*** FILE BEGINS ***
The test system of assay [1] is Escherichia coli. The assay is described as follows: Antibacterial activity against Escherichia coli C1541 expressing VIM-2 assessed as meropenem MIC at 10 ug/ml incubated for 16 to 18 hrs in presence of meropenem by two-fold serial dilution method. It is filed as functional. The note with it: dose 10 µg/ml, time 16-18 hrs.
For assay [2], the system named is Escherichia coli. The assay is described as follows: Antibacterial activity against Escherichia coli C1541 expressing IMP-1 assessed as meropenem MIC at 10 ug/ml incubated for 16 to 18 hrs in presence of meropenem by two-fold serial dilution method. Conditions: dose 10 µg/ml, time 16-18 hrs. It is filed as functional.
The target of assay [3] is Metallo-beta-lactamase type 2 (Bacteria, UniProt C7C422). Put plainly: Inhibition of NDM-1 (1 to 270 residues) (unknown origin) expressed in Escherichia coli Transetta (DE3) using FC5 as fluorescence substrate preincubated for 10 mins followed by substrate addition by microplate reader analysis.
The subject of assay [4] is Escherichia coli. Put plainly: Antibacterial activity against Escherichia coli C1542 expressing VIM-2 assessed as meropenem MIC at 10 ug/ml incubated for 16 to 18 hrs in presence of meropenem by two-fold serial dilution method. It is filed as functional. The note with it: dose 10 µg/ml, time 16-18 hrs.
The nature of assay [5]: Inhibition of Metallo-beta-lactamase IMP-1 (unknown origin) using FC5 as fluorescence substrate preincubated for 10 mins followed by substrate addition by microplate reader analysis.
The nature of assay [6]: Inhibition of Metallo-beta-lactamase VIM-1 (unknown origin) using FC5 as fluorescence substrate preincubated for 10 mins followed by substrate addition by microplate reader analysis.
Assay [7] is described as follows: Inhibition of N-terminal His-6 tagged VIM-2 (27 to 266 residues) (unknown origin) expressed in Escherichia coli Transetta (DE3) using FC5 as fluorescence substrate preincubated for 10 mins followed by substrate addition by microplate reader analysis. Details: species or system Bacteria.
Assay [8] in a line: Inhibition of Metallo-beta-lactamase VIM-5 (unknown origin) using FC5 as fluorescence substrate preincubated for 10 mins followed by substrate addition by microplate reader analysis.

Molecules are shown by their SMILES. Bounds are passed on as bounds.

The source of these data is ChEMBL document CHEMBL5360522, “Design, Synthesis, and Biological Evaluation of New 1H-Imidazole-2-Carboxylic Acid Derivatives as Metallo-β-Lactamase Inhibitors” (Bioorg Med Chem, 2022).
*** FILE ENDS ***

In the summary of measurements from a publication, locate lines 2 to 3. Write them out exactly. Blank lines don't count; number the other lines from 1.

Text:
For assay [2], the system named is Escherichia coli. The assay is described as follows: Antibacterial activity against Escherichia coli C1541 expressing IMP-1 assessed as meropenem MIC at 10 ug/ml incubated for 16 to 18 hrs in presence of meropenem by two-fold serial dilution method. Conditions: dose 10 µg/ml, time 16-18 hrs. It is filed as functional.
The target of assay [3] is Metallo-beta-lactamase type 2 (Bacteria, UniProt C7C422). Put plainly: Inhibition of NDM-1 (1 to 270 residues) (unknown origin) expressed in Escherichia coli Transetta (DE3) using FC5 as fluorescence substrate preincubated for 10 mins followed by substrate addition by microplate reader analysis.